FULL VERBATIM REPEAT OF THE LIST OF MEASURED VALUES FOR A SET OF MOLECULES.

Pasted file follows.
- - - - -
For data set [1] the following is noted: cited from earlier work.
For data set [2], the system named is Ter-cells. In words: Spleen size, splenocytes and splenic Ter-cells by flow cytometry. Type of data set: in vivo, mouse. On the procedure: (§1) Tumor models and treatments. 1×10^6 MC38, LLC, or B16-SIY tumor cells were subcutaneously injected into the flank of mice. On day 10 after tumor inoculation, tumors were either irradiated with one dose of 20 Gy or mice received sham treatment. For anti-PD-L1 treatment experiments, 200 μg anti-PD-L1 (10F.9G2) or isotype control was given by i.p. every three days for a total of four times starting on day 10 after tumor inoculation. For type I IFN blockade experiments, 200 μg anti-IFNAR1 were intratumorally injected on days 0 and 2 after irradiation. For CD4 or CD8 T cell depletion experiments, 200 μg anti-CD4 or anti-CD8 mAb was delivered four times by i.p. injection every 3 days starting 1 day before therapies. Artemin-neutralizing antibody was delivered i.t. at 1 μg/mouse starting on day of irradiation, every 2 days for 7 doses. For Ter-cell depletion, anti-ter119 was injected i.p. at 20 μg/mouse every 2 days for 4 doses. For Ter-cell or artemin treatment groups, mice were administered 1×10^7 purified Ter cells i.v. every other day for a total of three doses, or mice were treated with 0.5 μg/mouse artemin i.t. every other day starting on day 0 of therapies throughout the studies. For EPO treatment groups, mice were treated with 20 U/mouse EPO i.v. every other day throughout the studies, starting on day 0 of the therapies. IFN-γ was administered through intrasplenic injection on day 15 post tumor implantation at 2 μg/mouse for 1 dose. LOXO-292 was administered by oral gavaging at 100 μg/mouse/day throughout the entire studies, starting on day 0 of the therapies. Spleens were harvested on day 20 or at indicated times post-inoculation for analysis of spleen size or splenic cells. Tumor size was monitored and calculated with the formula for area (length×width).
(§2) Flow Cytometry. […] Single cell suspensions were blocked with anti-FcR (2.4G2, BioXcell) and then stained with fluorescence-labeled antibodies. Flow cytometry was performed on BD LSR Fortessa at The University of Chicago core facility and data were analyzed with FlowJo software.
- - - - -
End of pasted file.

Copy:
For data set [1] the following is noted: cited from earlier work.
For data set [2], the system named is Ter-cells. In words: Spleen size, splenocytes and splenic Ter-cells by flow cytometry. Type of data set: in vivo, mouse. On the procedure: (§1) Tumor models and treatments. 1×10^6 MC38, LLC, or B16-SIY tumor cells were subcutaneously injected into the flank of mice. On day 10 after tumor inoculation, tumors were either irradiated with one dose of 20 Gy or mice received sham treatment. For anti-PD-L1 treatment experiments, 200 μg anti-PD-L1 (10F.9G2) or isotype control was given by i.p. every three days for a total of four times starting on day 10 after tumor inoculation. For type I IFN blockade experiments, 200 μg anti-IFNAR1 were intratumorally injected on days 0 and 2 after irradiation. For CD4 or CD8 T cell depletion experiments, 200 μg anti-CD4 or anti-CD8 mAb was delivered four times by i.p. injection every 3 days starting 1 day before therapies. Artemin-neutralizing antibody was delivered i.t. at 1 μg/mouse starting on day of irradiation, every 2 days for 7 doses. For Ter-cell depletion, anti-ter119 was injected i.p. at 20 μg/mouse every 2 days for 4 doses. For Ter-cell or artemin treatment groups, mice were administered 1×10^7 purified Ter cells i.v. every other day for a total of three doses, or mice were treated with 0.5 μg/mouse artemin i.t. every other day starting on day 0 of therapies throughout the studies. For EPO treatment groups, mice were treated with 20 U/mouse EPO i.v. every other day throughout the studies, starting on day 0 of the therapies. IFN-γ was administered through intrasplenic injection on day 15 post tumor implantation at 2 μg/mouse for 1 dose. LOXO-292 was administered by oral gavaging at 100 μg/mouse/day throughout the entire studies, starting on day 0 of the therapies. Spleens were harvested on day 20 or at indicated times post-inoculation for analysis of spleen size or splenic cells. Tumor size was monitored and calculated with the formula for area (length×width).
(§2) Flow Cytometry. […] Single cell suspensions were blocked with anti-FcR (2.4G2, BioXcell) and then stained with fluorescence-labeled antibodies. Flow cytometry was performed on BD LSR Fortessa at The University of Chicago core facility and data were analyzed with FlowJo software.